The mission of the Manhattan Institute is to develop and disseminate new ideas that foster greater economic choice and individual responsibility.
State and local governments are the laboratories of democracy where new ideas are first tried and tested. In the 1990s, successful innovations in reforming public assistance and controlling crime emerged this way. Today, promising new approaches to reform of unaffordable public pensions, improvement of public education, and control of public spending are germinating in our states and cities. The Center spotlights such ideas and provides the research and proposals to fuel even more, with a special focus today on public finance, public education, and the delivery of public services. The Center hosts high-profile events, launches acclaimed books, seeds game-changing policy initiatives, and manages popular websites, such as PublicSectorInc.org, which dive deeply into key issues facing state and city governments. Read more about CSLL topics...
State and city budgets across the nation are sagging under the weight of promises to public employees which governments cannot afford. It's a crisis that has led to stark choices: cuts in public services and even bankruptcy – or reform. The Center examines key questions the crisis has raised. Should public employees make more than private employees? How can pension and health benefits be fairly structured? Are there new ways for taxpayers to get the services that they deserve for the tax dollars that they spend? Through our online web-portal – PublicSectorInc.org – the Center is leading the national conversation about these issues, highlighting the best ideas from across the country, and laying out a positive vision for a new social contract between public employees and the American taxpayer.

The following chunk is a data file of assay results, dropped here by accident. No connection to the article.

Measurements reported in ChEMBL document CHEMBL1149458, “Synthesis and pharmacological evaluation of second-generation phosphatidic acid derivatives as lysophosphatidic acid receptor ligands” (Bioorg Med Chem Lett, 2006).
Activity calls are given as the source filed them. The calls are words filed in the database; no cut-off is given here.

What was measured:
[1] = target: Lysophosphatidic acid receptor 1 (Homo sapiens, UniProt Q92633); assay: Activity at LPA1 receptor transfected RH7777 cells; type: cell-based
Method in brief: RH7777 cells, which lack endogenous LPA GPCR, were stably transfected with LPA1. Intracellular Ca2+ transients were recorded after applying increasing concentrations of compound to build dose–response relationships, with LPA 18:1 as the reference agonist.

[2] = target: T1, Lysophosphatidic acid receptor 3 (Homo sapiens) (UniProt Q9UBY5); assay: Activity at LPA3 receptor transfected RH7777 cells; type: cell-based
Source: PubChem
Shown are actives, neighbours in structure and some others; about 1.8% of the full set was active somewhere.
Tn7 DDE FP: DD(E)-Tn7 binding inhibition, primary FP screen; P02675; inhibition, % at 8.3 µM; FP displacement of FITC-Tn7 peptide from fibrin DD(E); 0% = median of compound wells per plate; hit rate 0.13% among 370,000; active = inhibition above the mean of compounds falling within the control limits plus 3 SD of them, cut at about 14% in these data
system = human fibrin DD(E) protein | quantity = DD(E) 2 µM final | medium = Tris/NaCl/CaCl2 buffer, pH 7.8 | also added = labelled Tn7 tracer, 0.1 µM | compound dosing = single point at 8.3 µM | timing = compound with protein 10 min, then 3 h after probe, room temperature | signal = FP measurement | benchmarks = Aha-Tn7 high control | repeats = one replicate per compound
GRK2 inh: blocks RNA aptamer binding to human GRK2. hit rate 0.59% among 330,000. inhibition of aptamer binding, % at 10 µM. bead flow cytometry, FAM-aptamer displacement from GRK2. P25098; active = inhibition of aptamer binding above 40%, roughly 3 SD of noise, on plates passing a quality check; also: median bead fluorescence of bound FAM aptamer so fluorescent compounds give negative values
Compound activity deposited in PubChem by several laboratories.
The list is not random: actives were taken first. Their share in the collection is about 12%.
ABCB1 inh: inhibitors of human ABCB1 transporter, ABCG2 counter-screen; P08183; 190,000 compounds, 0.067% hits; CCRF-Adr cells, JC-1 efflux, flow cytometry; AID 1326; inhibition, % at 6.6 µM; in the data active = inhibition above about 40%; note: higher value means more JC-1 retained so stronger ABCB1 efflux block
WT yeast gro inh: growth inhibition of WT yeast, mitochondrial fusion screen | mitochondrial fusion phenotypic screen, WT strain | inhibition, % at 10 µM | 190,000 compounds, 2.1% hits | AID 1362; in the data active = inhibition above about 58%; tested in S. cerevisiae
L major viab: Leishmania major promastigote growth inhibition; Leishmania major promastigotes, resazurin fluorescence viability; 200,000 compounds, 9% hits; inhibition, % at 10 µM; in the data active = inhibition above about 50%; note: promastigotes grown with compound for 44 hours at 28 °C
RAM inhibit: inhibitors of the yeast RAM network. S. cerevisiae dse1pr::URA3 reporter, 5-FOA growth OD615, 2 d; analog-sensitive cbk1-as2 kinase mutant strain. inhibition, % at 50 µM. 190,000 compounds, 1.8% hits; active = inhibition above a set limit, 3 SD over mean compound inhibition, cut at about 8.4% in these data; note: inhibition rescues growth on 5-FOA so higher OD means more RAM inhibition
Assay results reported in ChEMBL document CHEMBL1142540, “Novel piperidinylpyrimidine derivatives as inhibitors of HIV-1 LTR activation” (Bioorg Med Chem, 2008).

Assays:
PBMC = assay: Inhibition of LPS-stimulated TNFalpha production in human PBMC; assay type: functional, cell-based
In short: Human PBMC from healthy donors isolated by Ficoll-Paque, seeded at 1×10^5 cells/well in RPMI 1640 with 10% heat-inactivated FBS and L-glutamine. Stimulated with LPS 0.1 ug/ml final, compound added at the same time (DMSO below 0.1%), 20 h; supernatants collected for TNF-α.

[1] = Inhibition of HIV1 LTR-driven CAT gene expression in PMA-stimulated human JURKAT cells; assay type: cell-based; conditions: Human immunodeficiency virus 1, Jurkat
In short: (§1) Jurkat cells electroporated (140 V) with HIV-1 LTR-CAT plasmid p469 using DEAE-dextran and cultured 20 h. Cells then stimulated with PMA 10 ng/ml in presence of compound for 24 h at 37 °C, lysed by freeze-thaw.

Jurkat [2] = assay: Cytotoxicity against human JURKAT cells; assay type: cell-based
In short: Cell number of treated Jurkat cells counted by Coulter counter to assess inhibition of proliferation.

As proven by the remarkable turnaround in New York City in the mid-1990's – which saw crime rates plummet, neighborhoods be re-claimed, and the quality of life for all New Yorkers dramatically improve –cities can win the war on crime. Through a series of reforms pioneered by Manhattan Institute fellows – most notably the use of "broken windows" or social order policing – and management mechanisms such as CompStat, many of America's police departments have proven that the right mix of reform, coupled with a willingness to challenge the status quo, can lead to safer streets and stronger communities.
The Manhattan Institute has long been committed to finding ways of drawing the disadvantaged into the social and economic mainstream, through the time-honored American combination of free markets and personal initiative. And we have long been committed to helping cities improve their quality of life. These commitments come together in our pilot project with the City of Newark, New Jersey, where we helped to design and implement a strategy for a model prisoner-reentry program.